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Chaeto instead of water change?


Dciaccia

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So my tank is slowly approaching the end of its cycle and I know afterwards a water change should be done to bring nitrates down to a more suitable range for livestock and corals but was curious if anyone has experimented with just using Chaeto to bring nitrates down. It would probably be a lengthy process to bring it down but just something I was curious about and couldn't seem to find anything from the search option.

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Lets say you can effectively lower nitrates with chaeto, which would probably have to be a lot of chaeto. You are not replacing the other needed nutrients that a reef tank needs to thrive. So in essence you might be able to lower the nitrates with chaeto but thats all you will be doing, wont work in the long run. You will probably also have problems with phosphates.

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Ive done this with my tank. 18 gallon w/ a ten gallon fuge. I drip kalk with added strontium and molybdenum as my topoff water to keep the minerals high. Ive changed 5 gallons on three occasions during cleaning. I do not have a heavy bioload though, and the tank doesn't look as good as other tanks here. Macro algea overgrowth is harder to control than doing waterchanges. I think your better off doing the water changes.

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Ive done this with my tank. 18 gallon w/ a ten gallon fuge. I drip kalk with added strontium and molybdenum as my topoff water to keep the minerals high. Ive changed 5 gallons on three occasions during cleaning. I do not have a heavy bioload though, and the tank doesn't look as good as other tanks here. Macro algea overgrowth is harder to control than doing waterchanges. I think your better off doing the water changes.

 

Yeah I plan on doing the water change still just was curious and pondering lol

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Tank has been water changeless for the better part of a year..done one water change in march. Rowaphos. Denitrate and two fuges. Red sea coral care program. No problems here....

 

This is 37 total gallons with 17 snails. 2 hermits. 1 emerald. 3 pompoms. 4 sexy shrimp. 1 tiger pistol. 2 clowns. 1 gold assessor. 1 aurora goby. 1 helfrichs fire fish. 1 marbled fromia

 

January

 

P2280094.jpg

 

June

IMG_20120609_132938.jpg

 

Yesterday

IMG_20121024_054303.jpg

 

Water changeless can be done. Don't let anyone tell you it cant

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Well sure it can, as long as nutrient imports = exports then no need to change the water. Question is, are you managing it or is it building up somewhere and someday will crash?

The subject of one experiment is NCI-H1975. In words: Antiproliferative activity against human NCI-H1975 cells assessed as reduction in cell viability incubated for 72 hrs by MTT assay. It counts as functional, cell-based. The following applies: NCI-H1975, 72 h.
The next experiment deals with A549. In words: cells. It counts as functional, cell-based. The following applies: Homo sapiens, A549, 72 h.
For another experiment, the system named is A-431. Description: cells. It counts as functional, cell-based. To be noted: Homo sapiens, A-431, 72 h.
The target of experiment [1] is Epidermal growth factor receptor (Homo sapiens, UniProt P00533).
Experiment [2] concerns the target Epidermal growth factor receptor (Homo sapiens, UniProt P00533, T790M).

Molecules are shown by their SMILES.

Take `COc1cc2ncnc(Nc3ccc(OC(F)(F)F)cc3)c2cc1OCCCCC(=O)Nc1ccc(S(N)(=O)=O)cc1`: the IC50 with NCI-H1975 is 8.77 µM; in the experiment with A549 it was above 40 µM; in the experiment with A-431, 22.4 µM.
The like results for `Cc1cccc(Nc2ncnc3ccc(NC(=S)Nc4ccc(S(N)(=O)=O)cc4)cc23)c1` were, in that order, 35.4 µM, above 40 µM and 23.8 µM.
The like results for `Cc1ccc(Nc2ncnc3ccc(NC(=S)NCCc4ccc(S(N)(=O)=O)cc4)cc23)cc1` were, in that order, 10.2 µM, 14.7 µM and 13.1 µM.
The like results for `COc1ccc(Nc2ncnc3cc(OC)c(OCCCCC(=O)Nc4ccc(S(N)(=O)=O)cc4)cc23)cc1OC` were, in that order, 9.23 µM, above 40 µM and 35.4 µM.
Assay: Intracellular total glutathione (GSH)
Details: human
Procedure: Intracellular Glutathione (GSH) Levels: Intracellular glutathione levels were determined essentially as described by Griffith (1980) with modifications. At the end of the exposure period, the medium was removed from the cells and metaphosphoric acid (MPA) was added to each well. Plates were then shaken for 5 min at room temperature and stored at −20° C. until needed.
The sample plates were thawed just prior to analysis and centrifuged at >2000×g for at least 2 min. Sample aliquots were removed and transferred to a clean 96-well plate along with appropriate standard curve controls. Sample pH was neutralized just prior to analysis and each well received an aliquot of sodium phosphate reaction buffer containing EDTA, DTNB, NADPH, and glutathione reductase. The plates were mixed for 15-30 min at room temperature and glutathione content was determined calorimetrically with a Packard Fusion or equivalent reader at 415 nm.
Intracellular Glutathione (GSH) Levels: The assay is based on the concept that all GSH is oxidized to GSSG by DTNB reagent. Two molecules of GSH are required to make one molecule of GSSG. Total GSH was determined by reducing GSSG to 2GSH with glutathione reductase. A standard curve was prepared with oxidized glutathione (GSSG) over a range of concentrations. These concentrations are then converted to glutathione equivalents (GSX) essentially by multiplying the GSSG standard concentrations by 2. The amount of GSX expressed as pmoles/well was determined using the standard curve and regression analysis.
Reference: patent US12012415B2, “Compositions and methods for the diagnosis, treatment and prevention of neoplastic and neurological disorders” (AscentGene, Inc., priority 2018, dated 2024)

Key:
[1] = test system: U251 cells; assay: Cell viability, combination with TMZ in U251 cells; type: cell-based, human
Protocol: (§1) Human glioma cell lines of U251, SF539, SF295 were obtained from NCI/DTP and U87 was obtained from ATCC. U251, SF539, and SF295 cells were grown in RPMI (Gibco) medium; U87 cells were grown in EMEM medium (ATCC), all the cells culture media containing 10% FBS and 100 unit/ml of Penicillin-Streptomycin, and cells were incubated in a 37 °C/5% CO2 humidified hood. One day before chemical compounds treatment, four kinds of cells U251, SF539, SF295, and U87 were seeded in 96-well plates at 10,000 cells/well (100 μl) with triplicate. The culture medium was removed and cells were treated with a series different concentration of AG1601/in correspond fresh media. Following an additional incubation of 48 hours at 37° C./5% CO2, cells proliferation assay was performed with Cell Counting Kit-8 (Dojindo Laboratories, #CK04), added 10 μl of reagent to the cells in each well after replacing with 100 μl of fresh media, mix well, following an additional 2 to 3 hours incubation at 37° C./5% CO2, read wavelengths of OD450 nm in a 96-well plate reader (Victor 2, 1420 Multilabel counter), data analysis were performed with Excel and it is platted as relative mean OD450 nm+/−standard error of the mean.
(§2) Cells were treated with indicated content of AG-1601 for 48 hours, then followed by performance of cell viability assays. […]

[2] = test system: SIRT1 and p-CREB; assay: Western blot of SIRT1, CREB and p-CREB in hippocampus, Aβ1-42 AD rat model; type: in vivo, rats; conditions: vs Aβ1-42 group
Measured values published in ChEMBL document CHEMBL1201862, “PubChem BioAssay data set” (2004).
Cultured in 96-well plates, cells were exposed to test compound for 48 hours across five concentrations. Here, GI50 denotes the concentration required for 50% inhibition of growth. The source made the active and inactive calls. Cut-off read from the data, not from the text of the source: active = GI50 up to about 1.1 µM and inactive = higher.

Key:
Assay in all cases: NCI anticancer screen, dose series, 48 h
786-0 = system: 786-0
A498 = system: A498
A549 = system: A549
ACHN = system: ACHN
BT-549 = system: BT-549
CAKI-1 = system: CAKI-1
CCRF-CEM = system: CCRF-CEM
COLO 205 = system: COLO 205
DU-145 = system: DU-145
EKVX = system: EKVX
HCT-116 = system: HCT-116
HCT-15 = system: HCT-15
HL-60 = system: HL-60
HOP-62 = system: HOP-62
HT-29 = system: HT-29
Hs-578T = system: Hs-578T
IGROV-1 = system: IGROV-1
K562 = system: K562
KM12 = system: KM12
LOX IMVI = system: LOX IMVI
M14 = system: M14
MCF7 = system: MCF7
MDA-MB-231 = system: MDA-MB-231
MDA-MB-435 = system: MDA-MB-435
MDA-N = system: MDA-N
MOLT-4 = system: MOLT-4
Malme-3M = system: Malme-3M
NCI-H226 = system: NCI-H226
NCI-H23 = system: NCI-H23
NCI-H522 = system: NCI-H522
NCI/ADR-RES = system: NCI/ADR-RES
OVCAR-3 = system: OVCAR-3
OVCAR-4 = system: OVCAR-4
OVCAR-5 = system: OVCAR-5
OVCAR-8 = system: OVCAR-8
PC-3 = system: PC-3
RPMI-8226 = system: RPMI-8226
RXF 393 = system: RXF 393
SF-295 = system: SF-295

I look at the 40 year old tank of PaulB and look at his equipment and maintenance. He correctly understands and manages imports and exports, which is why his tank has been running well with few water changes for 40 years. Cleans the gravel, flushes the buildup in his gravel bed, runs an algae scrubber, cleans the rocks, etc.

 

A lot of people claim no water change success and everything looks great and then the posts stop and they are never heard from again. :)

 

It's really quite simple. When you add stuff to the tank it must be removed or it will build up somewhere until the tank crashes. I don't believe algae can remove all the nutrients added to a tank, so the remaining nutrients end up in the sand bed which becomes a ticking time bomb.

 

Even with water changes you will need to make sure to stir up the sand bed to help remove the detritus. This is one reason some have turned to bare bottom tanks, where the detritus is easy to see and remove. I'm not a fan of bare bottom, I like sand and critters.

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JamieSheffield

I run chaeto in my fuge and do water changes...I believe that chaeto does help me to export nutrients, but like the water changes for additional nutrient export as well as bringing the chemistry back into line through the introduction of those chemicals that may have been depleted over time in my tanks.

 

I try to do a 30-60% WC in my tiny tanks, and a 10-20% WC in my 20G tank, every 1-2 weeks. I also add Kent Essential Elements after every WC.

 

Jamie

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Tank has been water changeless for the better part of a year..done one water change in march. Rowaphos. Denitrate and two fuges. Red sea coral care program. No problems here....

 

This is 37 total gallons with 17 snails. 2 hermits. 1 emerald. 3 pompoms. 4 sexy shrimp. 1 tiger pistol. 2 clowns. 1 gold assessor. 1 aurora goby. 1 helfrichs fire fish. 1 marbled fromia

 

January

 

P2280094.jpg

 

June

IMG_20120609_132938.jpg

 

Yesterday

IMG_20121024_054303.jpg

 

Water changeless can be done. Don't let anyone tell you it cant

 

Although I'm always for natural filtration and the least amount of maintenance possible, OP might want to remember that Deckoz2302's reef tank is quite advanced for the average person. It's running a denitrator, multiple plumbed systems, many different macro algae's etc. Even clams and GSP can lower nitrate. It's a beautiful tank but it is a mature and advanced system. New people should strive to aim for something like this in the future but it's not something that should be tackled right off the bat. You'll need to do water change religiously until you understand your system.